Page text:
| | Glossopharyngeal or Geniculate Neuralgia
After 40 years of agony, I was finally diagnosed in 2001. It took a few months of evaluation for the Neurologist to determine the cause of my terrible earaches and mini black out spells, but finally his diagnosis was Neuralgia. He said that it was not essentially Trigeminal, but that it was either Glossopharyngeal or Geniculate Neuralgia. He wasn’t quite sure which one, but would pull my old charts out of the archives and we’d talk about what could be done on the next visit. He also made me an appointment with an Electrophysiologist.
I looked it up on the internet when I got home. They were almost identical to what I had been going through most of my life, and it seemed that both types fit my long standing problems. I didn’t really care which one. FINALLY my torture had a name. No cure, but a diagnosis meant a lot. Somehow, by knowing what was happening to me, it finally made it bearable.
On my next visit we discussed meds, plus he told me that it had probably been my problem all along but was over looked because it was so unusual.
My problem: I was assigned a new Neurologist because mine moved. And now the new Doc can’t seem to see anything in my chart about the diagnosis of Geniculate Neuralgia or Glossopharyngeal Neuralgia and sent me to a neurosurgeon. After a catscan to see if I had a tumor, the Neurosurgeon said except for a lot of old scaring he didn’t see anything. He asked why I was seeing a Neurosurgeon, and I told him about the deep pain in my left ear being either Geniculate or Glossopharyngeal Neuralgia. He said he never heard of such a thing, Trigeminal Neuralgia is Trigeminal Neuralgia and that I needed to go to ENT for an earache. I said that ENT sent me to Neurology………… He walked out.
I felt like square one.
Question: Is having Geniculate or Glossopharyngeal Neuralgia really so rare that even neurologists don’t recognize it? I can’t find my old Doc to find out why it is not in the chart records. All I could think of is that My first Neurologist was only guessing and didn’t have the proof, so he left it off his notes…….
How do you prove that you have the condition?
My ear pain history: It started in 1963, when I had my last Cleft Palate surgery. I was 13. I started having unexplained sudden and ‘horrible earaches’ deep in my left ear. Most of the time they would hit unpredictably, but they were guaranteed to strike after I was exposed to a very high pitched noise or extra loud noises.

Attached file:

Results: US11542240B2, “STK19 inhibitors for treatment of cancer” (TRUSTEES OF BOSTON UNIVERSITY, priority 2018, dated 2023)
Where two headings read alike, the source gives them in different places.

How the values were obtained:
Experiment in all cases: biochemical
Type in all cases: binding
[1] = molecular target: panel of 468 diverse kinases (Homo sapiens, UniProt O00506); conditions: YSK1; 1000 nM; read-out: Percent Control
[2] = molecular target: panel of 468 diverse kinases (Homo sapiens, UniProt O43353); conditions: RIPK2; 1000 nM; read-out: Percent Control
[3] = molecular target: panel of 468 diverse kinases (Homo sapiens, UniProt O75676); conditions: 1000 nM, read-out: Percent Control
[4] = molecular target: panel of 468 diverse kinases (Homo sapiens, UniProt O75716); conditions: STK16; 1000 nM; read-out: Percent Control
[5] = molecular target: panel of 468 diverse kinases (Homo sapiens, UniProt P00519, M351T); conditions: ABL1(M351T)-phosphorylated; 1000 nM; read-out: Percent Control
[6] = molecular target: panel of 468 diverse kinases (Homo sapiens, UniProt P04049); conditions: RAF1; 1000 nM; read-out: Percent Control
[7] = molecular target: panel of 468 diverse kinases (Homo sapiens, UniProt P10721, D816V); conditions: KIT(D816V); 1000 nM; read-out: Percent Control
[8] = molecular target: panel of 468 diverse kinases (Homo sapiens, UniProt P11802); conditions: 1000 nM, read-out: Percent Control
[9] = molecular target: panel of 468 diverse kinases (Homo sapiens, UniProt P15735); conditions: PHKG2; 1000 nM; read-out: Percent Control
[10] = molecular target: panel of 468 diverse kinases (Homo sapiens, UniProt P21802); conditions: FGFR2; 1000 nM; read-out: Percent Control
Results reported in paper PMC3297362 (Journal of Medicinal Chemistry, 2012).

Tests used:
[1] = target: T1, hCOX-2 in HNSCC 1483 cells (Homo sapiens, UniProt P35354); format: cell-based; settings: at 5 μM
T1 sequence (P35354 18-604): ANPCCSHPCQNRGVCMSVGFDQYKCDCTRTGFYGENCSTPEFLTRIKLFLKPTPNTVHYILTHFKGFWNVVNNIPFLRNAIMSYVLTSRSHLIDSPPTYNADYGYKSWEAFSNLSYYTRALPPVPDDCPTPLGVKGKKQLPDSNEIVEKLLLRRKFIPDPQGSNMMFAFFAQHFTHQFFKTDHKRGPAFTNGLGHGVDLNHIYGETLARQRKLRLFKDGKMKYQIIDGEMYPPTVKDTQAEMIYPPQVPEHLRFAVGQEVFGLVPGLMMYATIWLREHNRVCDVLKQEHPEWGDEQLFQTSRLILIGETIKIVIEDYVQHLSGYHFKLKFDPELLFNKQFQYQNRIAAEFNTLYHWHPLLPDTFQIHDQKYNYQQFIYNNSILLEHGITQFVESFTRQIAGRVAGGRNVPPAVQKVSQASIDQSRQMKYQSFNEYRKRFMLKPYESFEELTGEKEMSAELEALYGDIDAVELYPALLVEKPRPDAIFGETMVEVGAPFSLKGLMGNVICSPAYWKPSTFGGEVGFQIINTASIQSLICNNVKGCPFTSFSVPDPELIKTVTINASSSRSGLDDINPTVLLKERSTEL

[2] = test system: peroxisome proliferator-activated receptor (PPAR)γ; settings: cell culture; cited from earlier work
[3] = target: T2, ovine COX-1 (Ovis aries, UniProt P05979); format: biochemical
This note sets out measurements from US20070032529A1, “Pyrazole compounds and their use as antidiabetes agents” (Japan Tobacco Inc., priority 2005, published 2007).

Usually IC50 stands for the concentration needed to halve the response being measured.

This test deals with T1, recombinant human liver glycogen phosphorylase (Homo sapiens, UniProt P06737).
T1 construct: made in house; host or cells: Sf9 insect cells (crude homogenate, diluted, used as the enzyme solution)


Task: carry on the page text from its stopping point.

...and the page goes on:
- In 1985 the ‘occasional’ horrible earache spells suddenly became relentless. And even when the stabbing ear pain would ease off after a few minutes; the painful residual soreness throbbing and pressure didn’t ease off. This was accompanied by extreme tinnitus, migraines, dizzy spells, chest pain, and mini blackout spells, (I fell a lot). This lasted for four years and then they eased off. I still had the occasional stabbing earaches, loud tinnitus, and throbbing ear and head ache, but I could live with those.
- It returned in 1994 for a couple of years, and then eased off again.
- Then in 2000 the incessant spells begin again. This time they came with added dizziness and more mini black out spells, plus I was having more chest pain, (I found out later that I was having mild heart attacks). I went to a Doctor for help but my regular PC Doctor said it was probably fibromyalgia or it was all in my head; so in 2001 I went to an ENT, thinking inner ear. They sent me to a Neurologist who diagnosed me with migraines and Neuralgia (either Geniculate or Glossopharyngeal). The Neurologist sent me to an Electrophysiologist, who quickly gave me a Pacemaker when they found out that my heart was stopping for 8 and 9 seconds at a time. They also said that the top heart chamber beat separately than the bottom chamber and gave me Flecainide to help. My Neurologist also tried me on several meds, but when the antiseizure meds had too many side effects and the Nimotop was too expensive, he gave me Plendil and T#3 to help with the pain. I’m not sure but it seemed that the Plendil helps some; and T#3 knocks the edge off the pain.
- In 2003, after open heart surgery, the terrible earaches, migraines, and other symptoms started to be even more frequent. I also started having facial pain on my left side. My Neurologist said it was Trigeminal Neuralgia. He upped the Plendil and gave me Relpax for migraines, but said that because of my heart problem he was afraid to do more.
Note: I also have Marfan traits; plus Chronic Dresslers from several undiagnosed heart attacks.